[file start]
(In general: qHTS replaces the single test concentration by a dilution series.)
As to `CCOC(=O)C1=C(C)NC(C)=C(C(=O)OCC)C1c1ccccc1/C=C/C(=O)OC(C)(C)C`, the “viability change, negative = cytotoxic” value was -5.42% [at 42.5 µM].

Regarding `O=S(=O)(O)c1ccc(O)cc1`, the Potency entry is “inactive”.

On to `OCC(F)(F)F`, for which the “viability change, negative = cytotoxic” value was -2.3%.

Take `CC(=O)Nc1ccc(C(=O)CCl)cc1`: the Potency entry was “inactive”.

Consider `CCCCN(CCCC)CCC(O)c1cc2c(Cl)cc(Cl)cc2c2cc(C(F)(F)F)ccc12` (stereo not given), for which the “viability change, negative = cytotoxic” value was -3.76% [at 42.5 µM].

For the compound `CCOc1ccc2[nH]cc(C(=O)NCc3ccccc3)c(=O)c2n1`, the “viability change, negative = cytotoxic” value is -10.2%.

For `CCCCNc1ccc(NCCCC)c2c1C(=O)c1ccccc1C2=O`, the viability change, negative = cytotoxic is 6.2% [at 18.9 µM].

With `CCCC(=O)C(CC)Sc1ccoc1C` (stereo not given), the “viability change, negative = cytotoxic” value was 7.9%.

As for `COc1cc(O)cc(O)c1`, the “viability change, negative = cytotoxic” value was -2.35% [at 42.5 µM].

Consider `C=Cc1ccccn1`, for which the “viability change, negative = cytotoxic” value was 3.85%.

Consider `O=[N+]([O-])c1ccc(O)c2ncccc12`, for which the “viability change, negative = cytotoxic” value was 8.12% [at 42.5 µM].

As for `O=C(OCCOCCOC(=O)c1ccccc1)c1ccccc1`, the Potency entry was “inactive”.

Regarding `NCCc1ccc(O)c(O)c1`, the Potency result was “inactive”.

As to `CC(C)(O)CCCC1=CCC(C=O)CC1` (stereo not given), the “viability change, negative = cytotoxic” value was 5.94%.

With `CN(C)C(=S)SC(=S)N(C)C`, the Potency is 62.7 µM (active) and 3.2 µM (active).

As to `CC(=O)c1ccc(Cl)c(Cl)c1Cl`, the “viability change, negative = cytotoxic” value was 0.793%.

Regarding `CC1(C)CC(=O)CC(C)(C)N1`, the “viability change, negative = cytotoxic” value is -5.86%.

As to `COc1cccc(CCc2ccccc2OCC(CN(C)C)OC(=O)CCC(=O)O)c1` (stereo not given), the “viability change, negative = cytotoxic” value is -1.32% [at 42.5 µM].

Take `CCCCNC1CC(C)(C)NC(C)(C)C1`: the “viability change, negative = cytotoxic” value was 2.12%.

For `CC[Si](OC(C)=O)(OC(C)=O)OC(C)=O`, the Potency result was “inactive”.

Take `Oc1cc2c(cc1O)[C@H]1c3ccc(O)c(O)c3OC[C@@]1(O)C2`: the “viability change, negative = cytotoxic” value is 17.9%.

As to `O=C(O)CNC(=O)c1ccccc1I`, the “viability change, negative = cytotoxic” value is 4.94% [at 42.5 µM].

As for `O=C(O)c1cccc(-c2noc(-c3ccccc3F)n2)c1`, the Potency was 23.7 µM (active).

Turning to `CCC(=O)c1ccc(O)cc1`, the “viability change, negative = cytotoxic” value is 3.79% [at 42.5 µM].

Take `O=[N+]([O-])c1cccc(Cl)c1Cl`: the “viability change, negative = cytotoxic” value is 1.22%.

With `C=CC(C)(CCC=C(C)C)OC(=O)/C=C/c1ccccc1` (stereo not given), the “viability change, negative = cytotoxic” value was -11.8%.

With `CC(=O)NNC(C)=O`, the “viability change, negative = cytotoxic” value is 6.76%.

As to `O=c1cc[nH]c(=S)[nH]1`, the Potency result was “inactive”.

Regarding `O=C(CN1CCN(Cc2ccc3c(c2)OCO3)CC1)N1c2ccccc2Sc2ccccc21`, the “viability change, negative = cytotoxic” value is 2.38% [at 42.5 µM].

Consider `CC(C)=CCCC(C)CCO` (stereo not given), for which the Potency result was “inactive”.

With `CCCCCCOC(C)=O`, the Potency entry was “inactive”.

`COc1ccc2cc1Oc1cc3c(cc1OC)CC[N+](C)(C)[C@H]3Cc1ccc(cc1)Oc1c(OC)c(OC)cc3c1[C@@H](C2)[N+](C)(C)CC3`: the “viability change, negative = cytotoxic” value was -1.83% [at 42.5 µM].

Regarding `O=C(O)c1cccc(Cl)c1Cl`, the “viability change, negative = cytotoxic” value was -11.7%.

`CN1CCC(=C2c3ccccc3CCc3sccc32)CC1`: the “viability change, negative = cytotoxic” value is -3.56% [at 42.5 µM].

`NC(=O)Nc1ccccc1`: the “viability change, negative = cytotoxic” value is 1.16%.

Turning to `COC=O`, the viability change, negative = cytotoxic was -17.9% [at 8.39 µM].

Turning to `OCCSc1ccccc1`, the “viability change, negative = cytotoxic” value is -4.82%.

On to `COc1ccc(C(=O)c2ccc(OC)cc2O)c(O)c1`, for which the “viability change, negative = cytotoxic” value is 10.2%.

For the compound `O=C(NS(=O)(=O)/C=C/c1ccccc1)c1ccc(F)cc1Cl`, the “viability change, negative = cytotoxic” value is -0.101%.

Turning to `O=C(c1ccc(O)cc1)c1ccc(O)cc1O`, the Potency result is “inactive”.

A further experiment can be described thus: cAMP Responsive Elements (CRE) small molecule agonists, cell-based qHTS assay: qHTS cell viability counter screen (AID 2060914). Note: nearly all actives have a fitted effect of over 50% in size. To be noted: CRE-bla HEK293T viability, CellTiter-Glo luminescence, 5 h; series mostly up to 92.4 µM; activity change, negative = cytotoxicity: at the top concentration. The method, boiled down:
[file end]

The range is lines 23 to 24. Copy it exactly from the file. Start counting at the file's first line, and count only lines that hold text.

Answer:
As to `O=C(O)CNC(=O)c1ccccc1I`, the “viability change, negative = cytotoxic” value is 4.94% [at 42.5 µM].

As for `O=C(O)c1cccc(-c2noc(-c3ccccc3F)n2)c1`, the Potency was 23.7 µM (active).